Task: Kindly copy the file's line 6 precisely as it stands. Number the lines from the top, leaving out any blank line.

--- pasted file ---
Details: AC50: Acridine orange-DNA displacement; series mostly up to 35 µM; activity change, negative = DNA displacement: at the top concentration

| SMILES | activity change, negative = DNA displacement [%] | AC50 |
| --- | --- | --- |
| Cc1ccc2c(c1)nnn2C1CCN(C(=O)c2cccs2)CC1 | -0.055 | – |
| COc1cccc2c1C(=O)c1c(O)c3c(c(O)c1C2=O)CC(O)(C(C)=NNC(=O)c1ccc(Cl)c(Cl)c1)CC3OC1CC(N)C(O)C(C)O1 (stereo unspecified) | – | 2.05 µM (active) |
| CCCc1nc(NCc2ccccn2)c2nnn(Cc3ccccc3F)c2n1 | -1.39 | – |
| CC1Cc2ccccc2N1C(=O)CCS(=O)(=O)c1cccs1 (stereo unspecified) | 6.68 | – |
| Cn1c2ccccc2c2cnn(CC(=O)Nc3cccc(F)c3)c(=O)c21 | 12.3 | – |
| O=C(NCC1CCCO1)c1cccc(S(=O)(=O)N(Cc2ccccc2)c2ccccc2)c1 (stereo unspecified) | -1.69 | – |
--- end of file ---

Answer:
| CCCc1nc(NCc2ccccn2)c2nnn(Cc3ccccc3F)c2n1 | -1.39 | – |